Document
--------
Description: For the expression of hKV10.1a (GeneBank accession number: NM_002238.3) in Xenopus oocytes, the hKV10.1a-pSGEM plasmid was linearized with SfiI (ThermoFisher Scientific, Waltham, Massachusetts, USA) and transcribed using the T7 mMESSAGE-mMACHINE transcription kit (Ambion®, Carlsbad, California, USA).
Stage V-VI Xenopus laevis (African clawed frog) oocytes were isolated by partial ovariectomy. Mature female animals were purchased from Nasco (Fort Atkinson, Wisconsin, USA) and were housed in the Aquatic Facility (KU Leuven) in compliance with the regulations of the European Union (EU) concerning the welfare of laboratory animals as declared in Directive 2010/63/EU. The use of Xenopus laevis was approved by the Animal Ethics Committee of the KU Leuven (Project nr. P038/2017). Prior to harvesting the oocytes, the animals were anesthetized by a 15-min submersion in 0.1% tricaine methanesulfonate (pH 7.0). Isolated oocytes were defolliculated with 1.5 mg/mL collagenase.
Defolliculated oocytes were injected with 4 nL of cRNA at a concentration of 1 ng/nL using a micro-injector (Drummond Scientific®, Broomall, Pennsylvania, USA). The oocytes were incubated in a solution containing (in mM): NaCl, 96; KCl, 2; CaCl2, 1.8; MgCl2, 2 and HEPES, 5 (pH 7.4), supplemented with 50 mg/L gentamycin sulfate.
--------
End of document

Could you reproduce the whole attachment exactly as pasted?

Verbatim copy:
Description: For the expression of hKV10.1a (GeneBank accession number: NM_002238.3) in Xenopus oocytes, the hKV10.1a-pSGEM plasmid was linearized with SfiI (ThermoFisher Scientific, Waltham, Massachusetts, USA) and transcribed using the T7 mMESSAGE-mMACHINE transcription kit (Ambion®, Carlsbad, California, USA).
Stage V-VI Xenopus laevis (African clawed frog) oocytes were isolated by partial ovariectomy. Mature female animals were purchased from Nasco (Fort Atkinson, Wisconsin, USA) and were housed in the Aquatic Facility (KU Leuven) in compliance with the regulations of the European Union (EU) concerning the welfare of laboratory animals as declared in Directive 2010/63/EU. The use of Xenopus laevis was approved by the Animal Ethics Committee of the KU Leuven (Project nr. P038/2017). Prior to harvesting the oocytes, the animals were anesthetized by a 15-min submersion in 0.1% tricaine methanesulfonate (pH 7.0). Isolated oocytes were defolliculated with 1.5 mg/mL collagenase.
Defolliculated oocytes were injected with 4 nL of cRNA at a concentration of 1 ng/nL using a micro-injector (Drummond Scientific®, Broomall, Pennsylvania, USA). The oocytes were incubated in a solution containing (in mM): NaCl, 96; KCl, 2; CaCl2, 1.8; MgCl2, 2 and HEPES, 5 (pH 7.4), supplemented with 50 mg/L gentamycin sulfate.